A millionaire stirs a movement by addressing the miseries and aspirations of the common people with impossible promises.
Had the title subject of Keith Maitland’s capricious and tragic documentary “Dear Mr. Brody” (2021) intentionally exploited this ocean of need, resentment, and hope — like some politicians today — he might have become a prototypical populist demagogue. But this was back at a time when the hippie ethos had not yet fully degenerated and some still dreamed of transforming the world through love. So, instead, a combination of naivete, narcissism, and PCP, as well as genuine idealism, motivated Brody’s quixotic ambitions.
In January 1970 Michael Brody Jr., the “21-year-old heir to an oleomargarine fortune” as he was often referred to by the media, flew back with his new bride, Renee (they married soon after they met when she delivered hashish to his Scarsdale home), from their Jamaica honeymoon in a leased Pan Am 707 to New York. There he announced to the press that he would give away $25 million to anyone in need who asked for help.
The story blew up into a media sensation. The network news covered it (one interviewee claims that Brody and his entourage got the newscaster Walter Cronkite stoned). The celebrity millionaire and his dazed-looking wife did the talk show circuit and appeared on “The Ed Sullivan Show,” where Brody sang Bob Dylan’s “You Ain’t Goin’ Nowhere.” He cut a record deal with RCA and was mobbed by fans wherever he went.
And the letters poured in.
But Brody was in over his head. The response overwhelmed him, and in interviews with the press he alternately touted his project, insisting he was sharing love and happiness and not just money, and denounced those begging for bucks. He would seek attention and then complain about it, demanding that people leave him alone. Meanwhile, he grew more megalomaniacal in his pronouncements, claiming that he had a fortune of $500 million, then $1 billion, then $10 billion; that he had arranged a deal to end the Vietnam War; and other delusions of peace, love, happiness, and the dawning of the Age of Aquarius.
Then the checks started to bounce. Brody ended up in a psychiatric hospital. The bonkers scheme, the media sensation, and the dreams of thousands all went bust in a week.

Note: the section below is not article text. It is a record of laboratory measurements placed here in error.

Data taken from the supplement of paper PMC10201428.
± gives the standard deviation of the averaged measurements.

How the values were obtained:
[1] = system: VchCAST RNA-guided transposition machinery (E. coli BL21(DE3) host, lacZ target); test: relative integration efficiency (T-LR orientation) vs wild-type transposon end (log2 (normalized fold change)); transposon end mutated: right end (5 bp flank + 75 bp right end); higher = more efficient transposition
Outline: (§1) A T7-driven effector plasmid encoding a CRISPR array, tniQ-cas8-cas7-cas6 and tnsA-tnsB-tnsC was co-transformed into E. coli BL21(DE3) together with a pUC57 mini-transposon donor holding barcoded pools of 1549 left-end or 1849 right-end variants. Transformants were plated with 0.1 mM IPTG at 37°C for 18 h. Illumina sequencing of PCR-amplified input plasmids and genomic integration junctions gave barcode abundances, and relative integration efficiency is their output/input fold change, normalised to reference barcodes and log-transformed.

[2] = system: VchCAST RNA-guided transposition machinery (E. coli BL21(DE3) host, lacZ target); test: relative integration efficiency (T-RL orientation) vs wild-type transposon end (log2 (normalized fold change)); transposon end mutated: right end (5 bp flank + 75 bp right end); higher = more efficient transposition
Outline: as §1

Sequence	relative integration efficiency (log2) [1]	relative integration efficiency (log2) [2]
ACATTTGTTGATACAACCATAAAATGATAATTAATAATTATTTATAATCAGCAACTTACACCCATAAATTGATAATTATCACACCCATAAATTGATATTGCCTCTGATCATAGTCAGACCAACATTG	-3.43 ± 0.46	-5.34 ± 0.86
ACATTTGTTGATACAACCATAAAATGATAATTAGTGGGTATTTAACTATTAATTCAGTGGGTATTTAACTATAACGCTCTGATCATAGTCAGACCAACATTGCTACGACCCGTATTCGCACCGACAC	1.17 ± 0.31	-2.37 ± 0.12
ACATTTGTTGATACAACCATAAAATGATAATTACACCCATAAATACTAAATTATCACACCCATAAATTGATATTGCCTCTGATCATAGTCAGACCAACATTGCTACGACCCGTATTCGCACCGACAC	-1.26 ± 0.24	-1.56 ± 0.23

Thousands of the letters to Brody ended up in boxes in a storage unit belonging to Edward Pressman, the producer of such independent films as Brian De Palma’s “Sisters” (1972) and Terrence Malick’s “Badlands” (1973), as well as an executive producer of this film. Pressman wanted to make a film about Brody but abandoned the project in the late 1970s. Years later, he had his assistant Melissa Robyn Glassman (one of this film’s producers) sort through the letters in an attempt to revive the project — and she discovered that they were all unsealed.
The letters provide Maitland with the other half of the story. Glassman opens and reads them, and in some cases Maitland reenacts in faded period-style footage the often heartbreaking circumstances of the ingenuously hopeful people writing them.
Though not as inventive or focused as “Tower” (2016), Maitland’s animated re-creation of the 1966 mass murder of 16 people by a sniper at the University of Texas, “Dear Mr. Brody” does demonstrate stylistic verve, engaging in an occasional flurry of psychedelic flourishes in the style of “Yellow Submarine” (1968). And it touches on many still timely issues — the limits of compassion, the drive for celebrity, the longing for a messiah figure, and the individual’s helplessness before the overwhelming misery of the world.
Perhaps Maitland’s boldest move — possibly verging on the exploitative — was to track down some of those people who wrote to Brody and have them read their letters in the film. Some break down recalling the desperate times they were in when they sent their appeals, but almost all have rebounded and made a life for themselves without the false promises of a would-be billionaire.
“Dear Mr. Brody” will stream on discovery+ beginning April 28.
Go to www.discoveryplus.com.
Peter Keough can be reached at firstname.lastname@example.org.